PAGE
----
87 DEPLOYMENT BRIEFINGCommunications instructions (e.g., incident frequencies)Special support requirements (e.g., facilities, equipment transportation and off-loading, etc.)Travel arrangements (if needed)Descriptive location and response areaIncident check-in locationSpecific assignment (e.g., position, team designation, etc.)Reporting timeEveryone gets one!
88 CHECK-IN The check-in process helps to: Ensure personnel accountability.Track resources.Prepare personnel for assignments and reassignments.Locate personnel in case of an emergency.Establish personnel time records and payroll documentation.Plan for releasing personnel.Organize the demobilization process.
89 INITIAL INCIDENT BRIEFING Make sure that you receive an initial incident briefing.Current situation assessment and objectivesSpecific job responsibilitiesLocation of work areaProcedural instructions for obtaining additional resourcesSafety hazards and required safety procedures/Personal Protective Equipment (PPE), as appropriate
90 KEEP ACCURATE RECORDS Print or type all entries. Enter dates in month/day/year format.Use military 24-hour time.Enter date and time on all forms and records.Fill in all blanks. Use N/A as appropriate.Section Chiefs and above assign a recordkeeper (scribe).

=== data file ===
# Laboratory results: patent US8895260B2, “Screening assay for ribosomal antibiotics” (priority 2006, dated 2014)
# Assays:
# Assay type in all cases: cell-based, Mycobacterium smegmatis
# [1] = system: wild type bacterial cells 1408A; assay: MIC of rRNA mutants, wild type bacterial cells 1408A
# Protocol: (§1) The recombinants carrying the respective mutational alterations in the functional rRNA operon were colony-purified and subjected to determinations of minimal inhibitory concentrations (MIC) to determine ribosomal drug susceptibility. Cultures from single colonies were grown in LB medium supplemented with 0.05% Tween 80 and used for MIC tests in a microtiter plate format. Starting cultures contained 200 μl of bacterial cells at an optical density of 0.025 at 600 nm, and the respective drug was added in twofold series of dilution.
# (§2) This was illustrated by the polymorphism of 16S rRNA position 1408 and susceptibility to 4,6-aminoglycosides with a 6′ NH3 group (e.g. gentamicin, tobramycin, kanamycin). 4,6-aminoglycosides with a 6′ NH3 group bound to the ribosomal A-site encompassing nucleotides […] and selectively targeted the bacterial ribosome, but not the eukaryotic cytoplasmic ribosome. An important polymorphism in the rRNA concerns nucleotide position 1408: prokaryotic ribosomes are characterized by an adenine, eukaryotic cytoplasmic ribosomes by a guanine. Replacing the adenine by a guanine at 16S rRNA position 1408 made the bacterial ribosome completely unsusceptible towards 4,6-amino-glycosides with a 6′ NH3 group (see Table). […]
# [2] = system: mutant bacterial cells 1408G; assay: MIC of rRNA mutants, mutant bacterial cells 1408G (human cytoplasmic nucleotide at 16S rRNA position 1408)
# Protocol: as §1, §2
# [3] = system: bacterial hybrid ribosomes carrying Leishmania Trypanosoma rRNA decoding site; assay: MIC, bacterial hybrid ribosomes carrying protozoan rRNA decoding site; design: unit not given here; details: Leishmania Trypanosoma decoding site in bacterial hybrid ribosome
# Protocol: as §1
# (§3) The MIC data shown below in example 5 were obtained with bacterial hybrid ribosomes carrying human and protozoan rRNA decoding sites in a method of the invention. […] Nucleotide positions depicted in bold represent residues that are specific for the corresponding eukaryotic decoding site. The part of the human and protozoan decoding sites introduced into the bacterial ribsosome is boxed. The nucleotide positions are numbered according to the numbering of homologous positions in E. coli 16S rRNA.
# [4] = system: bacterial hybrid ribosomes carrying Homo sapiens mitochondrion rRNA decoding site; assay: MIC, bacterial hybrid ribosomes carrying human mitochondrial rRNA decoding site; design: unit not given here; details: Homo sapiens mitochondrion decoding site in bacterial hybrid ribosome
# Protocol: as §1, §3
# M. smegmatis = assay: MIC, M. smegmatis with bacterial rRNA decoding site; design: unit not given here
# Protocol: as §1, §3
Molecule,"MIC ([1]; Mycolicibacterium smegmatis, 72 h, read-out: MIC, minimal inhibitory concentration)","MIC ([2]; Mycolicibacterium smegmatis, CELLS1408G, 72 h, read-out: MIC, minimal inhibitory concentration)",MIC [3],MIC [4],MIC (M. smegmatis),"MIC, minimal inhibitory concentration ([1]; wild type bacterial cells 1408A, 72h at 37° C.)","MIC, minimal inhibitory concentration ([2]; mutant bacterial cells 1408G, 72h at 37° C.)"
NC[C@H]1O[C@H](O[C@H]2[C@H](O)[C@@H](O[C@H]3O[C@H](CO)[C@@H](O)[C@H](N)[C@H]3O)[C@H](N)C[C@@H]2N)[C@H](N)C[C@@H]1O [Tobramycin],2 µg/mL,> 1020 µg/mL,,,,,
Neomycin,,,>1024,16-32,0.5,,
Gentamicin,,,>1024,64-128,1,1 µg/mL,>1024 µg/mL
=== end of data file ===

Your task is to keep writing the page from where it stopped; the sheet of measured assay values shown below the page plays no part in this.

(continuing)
91 SUPERVISORY RESPONSIBILITIES If you are a supervisor, you must:Maintain a daily Unit Log (ICS Form 214) indicating the names of personnel assigned and a listing of the major activities that occurred during the operational periods to which you were assigned.Provide briefings to your subordinates, adjacent forces, and replacement personnel.
92 DEMOBILIZING Complete all work assignments and required forms/reports. Brief replacements, subordinates, and supervisor.Evaluate the performance of subordinates.Follow incident and agency check-out procedures.Provide follow-up contact information.Return any incident-issued equipment or other nonexpendable supplies.Complete post-incident reports, critiques, evaluations, and medical follow up.Complete any administration issues.Upon arrival at home, notify the home unit (i.e., whoever is tracking you) of your arrival and ensure your readiness for your next assignment.